By Stephanie Sanchez, Communications Specialist Grades, PreK3-8
Who knew a banana, scissors and a piece of celery could make musical sounds? It's one of many activities designed and showcased by students on May the 4th, the official Star Wars holiday. For the musical sounds activity, students connected each of the items to an Arduino board – a programmable circuit board (sometimes called a microcontroller) that works with software on a computer. "When you touch the materials, which conduct electricity, you change the amount of current it gives," explained Engineering faculty member Mr. Willy Orozco. "Students programed the board to play a tone when each of the items are touched."
At each of the stations at the May the 4th activity, Middle School students collaborated with Lower School students to design and execute challenging projects. Ms. Tiffany Medina's Design students sewed small "Star Wars" pillows for their younger peers, while Ms. Valeria Rodriguez's students launched bottle rockets. "The rocket we are launching works off compressed air and water," said Marco Mendoza '24. "When they push each other, the water is our thrust that launches the rocket. Then a parachute deploys to bring it down safely." Watch more of the May the 4th action here.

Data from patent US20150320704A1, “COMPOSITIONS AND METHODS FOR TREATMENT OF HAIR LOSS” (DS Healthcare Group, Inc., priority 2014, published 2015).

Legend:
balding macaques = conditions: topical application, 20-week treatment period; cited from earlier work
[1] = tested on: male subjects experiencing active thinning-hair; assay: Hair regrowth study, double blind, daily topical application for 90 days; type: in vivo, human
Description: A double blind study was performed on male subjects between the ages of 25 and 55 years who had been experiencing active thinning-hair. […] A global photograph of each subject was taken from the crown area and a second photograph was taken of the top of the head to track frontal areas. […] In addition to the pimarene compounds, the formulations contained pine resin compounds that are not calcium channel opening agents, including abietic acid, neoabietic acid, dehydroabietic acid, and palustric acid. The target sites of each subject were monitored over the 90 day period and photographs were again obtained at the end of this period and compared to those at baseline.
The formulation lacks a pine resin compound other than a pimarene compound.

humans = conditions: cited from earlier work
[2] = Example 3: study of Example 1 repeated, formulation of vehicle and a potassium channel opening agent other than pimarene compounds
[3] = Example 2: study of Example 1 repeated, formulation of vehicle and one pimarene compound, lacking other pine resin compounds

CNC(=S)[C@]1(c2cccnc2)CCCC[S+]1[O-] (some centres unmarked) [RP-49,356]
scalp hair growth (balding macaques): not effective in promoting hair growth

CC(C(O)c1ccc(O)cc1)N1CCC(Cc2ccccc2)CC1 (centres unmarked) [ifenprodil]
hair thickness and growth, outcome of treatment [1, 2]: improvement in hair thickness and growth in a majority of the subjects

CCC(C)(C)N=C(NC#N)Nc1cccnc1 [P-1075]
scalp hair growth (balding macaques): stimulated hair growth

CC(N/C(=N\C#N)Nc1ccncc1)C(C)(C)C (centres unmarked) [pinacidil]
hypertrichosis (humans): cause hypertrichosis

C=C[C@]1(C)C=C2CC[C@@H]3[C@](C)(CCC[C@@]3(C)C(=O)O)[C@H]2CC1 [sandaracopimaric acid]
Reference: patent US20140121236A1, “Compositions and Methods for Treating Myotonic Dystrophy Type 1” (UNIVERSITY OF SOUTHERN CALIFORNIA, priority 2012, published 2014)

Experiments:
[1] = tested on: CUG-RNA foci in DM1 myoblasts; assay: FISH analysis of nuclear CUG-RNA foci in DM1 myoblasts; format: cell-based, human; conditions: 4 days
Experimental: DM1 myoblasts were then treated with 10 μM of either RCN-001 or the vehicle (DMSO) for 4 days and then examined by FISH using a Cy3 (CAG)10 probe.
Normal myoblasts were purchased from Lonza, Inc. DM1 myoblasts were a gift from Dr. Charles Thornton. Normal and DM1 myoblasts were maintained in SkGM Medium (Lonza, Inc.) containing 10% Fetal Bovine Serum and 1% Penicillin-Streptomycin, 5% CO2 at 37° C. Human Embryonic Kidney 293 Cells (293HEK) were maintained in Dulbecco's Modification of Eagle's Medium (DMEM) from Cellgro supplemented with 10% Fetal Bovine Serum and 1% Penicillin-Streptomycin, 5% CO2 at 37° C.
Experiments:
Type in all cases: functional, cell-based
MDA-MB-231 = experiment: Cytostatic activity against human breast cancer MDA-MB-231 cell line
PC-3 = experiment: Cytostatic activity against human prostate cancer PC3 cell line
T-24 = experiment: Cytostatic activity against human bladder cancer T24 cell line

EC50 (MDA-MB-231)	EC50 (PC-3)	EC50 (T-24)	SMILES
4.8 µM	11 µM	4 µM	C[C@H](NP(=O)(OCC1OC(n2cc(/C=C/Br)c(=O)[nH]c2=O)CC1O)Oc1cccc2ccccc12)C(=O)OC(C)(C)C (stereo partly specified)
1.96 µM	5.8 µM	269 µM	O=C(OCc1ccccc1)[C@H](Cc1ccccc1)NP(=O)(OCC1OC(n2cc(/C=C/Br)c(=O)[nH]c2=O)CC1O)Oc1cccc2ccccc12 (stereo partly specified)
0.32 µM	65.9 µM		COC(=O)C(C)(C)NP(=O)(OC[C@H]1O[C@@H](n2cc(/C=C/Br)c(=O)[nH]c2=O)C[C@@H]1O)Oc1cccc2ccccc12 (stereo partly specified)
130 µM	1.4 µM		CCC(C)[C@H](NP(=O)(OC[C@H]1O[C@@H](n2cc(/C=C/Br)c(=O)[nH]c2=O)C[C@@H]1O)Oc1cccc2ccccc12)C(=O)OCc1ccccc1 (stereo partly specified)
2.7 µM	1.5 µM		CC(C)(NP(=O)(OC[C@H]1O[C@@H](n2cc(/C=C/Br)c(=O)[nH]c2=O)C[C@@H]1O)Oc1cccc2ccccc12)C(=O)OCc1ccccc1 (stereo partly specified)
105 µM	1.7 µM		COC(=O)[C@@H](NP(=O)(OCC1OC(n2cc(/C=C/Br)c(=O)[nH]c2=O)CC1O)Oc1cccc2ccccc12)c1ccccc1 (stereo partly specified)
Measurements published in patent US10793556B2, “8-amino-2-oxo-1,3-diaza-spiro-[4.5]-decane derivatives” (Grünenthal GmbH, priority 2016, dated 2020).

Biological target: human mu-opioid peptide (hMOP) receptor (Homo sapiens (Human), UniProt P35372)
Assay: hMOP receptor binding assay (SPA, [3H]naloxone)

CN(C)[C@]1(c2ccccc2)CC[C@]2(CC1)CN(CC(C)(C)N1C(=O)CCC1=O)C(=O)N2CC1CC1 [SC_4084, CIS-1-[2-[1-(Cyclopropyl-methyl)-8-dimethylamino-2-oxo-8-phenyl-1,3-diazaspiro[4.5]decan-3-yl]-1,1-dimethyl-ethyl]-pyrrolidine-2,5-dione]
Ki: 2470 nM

Montgomery Drive students also ended the school year with their own STEAM (science, technology, engineering, art and math) activities – pitching their critical thinking and problem-solving skills to sharks! Gulliver's Montgomery Drive Campus Mathematics department, in conjunction with its Makerspace, held its annual Innovation "Shark Tank" Challenge on May 15. Students' presentations were the culmination of yearlong projects that required students to design and prototype a product, research and compose a business and financial plan, and then seek fictitious financial backing from the "sharks" through their presentations.
Meanwhile, second graders studied the Everglades this year and presented their findings at the Second Grade STEAM showcase. Students learned about different environments and the ecosystems, and created multiple projects such as dioramas and art. They were challenged to think critically to solve real-world problems in the Everglades, creating bridges to prevent vehicles from hitting panthers. Parents were also invited to come see the work their children did, and participated in STEAM challenges with the students.